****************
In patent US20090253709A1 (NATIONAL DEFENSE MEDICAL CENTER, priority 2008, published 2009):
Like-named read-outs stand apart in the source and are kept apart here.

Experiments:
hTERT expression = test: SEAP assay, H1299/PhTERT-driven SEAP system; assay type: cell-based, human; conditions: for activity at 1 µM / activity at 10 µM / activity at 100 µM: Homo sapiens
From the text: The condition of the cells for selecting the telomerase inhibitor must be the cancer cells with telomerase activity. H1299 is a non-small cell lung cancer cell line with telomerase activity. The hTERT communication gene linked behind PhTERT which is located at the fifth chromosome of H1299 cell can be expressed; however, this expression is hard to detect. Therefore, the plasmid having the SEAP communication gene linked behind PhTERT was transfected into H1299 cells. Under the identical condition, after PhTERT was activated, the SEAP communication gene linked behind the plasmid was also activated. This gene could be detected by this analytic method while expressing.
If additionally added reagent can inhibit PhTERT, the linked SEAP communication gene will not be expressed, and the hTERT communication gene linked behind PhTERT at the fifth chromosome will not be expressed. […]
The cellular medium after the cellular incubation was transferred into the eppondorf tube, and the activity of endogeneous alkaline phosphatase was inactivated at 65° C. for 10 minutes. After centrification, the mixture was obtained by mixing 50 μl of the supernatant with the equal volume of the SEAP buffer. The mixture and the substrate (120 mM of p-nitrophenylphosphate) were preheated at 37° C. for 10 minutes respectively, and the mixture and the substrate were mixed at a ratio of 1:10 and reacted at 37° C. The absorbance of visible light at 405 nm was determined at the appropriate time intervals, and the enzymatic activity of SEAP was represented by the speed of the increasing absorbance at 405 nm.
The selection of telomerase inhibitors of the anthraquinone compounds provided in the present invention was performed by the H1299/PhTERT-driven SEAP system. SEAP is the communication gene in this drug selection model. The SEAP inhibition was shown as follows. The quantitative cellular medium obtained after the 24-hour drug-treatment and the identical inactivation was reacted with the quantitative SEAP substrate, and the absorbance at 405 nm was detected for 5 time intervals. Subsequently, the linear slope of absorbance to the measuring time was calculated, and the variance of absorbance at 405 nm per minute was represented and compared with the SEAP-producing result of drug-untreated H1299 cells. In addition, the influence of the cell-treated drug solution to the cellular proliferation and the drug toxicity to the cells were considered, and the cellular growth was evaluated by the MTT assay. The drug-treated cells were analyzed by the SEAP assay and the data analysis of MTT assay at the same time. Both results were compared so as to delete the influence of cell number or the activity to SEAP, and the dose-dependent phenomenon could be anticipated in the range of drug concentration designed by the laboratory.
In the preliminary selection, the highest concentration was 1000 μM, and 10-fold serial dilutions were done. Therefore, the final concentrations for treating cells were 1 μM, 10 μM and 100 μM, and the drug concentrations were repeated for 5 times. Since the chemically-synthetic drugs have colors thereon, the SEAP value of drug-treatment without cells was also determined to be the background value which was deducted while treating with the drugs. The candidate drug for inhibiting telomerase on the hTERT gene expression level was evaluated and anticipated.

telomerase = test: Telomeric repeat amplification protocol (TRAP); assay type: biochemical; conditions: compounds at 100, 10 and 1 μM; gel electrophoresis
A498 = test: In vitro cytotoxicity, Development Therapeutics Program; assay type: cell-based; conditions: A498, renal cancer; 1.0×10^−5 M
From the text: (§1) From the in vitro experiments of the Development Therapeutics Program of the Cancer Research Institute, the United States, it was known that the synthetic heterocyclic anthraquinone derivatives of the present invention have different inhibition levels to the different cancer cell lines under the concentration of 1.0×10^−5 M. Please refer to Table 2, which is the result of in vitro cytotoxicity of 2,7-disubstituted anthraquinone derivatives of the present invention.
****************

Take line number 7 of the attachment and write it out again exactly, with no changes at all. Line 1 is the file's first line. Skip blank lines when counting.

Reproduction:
The cellular medium after the cellular incubation was transferred into the eppondorf tube, and the activity of endogeneous alkaline phosphatase was inactivated at 65° C. for 10 minutes. After centrification, the mixture was obtained by mixing 50 μl of the supernatant with the equal volume of the SEAP buffer. The mixture and the substrate (120 mM of p-nitrophenylphosphate) were preheated at 37° C. for 10 minutes respectively, and the mixture and the substrate were mixed at a ratio of 1:10 and reacted at 37° C. The absorbance of visible light at 405 nm was determined at the appropriate time intervals, and the enzymatic activity of SEAP was represented by the speed of the increasing absorbance at 405 nm.